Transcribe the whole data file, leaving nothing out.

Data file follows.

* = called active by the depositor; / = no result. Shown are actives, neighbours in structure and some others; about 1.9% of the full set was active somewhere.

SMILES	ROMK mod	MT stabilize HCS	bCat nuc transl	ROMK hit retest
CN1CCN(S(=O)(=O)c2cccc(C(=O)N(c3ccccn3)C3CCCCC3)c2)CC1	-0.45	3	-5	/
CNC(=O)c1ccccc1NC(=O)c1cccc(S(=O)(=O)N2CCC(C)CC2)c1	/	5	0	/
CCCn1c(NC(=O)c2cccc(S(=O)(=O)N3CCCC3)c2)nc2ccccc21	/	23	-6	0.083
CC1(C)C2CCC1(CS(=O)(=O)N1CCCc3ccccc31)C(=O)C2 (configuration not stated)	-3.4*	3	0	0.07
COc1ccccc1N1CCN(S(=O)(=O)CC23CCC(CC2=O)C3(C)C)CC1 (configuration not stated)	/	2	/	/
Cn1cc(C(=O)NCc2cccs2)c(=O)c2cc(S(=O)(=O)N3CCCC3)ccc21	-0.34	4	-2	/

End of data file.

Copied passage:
* = called active by the depositor; / = no result. Shown are actives, neighbours in structure and some others; about 1.9% of the full set was active somewhere.

SMILES	ROMK mod	MT stabilize HCS	bCat nuc transl	ROMK hit retest
CN1CCN(S(=O)(=O)c2cccc(C(=O)N(c3ccccn3)C3CCCCC3)c2)CC1	-0.45	3	-5	/
CNC(=O)c1ccccc1NC(=O)c1cccc(S(=O)(=O)N2CCC(C)CC2)c1	/	5	0	/
CCCn1c(NC(=O)c2cccc(S(=O)(=O)N3CCCC3)c2)nc2ccccc21	/	23	-6	0.083
CC1(C)C2CCC1(CS(=O)(=O)N1CCCc3ccccc31)C(=O)C2 (configuration not stated)	-3.4*	3	0	0.07
COc1ccccc1N1CCN(S(=O)(=O)CC23CCC(CC2=O)C3(C)C)CC1 (configuration not stated)	/	2	/	/
Cn1cc(C(=O)NCc2cccs2)c(=O)c2cc(S(=O)(=O)N3CCCC3)ccc21	-0.34	4	-2	/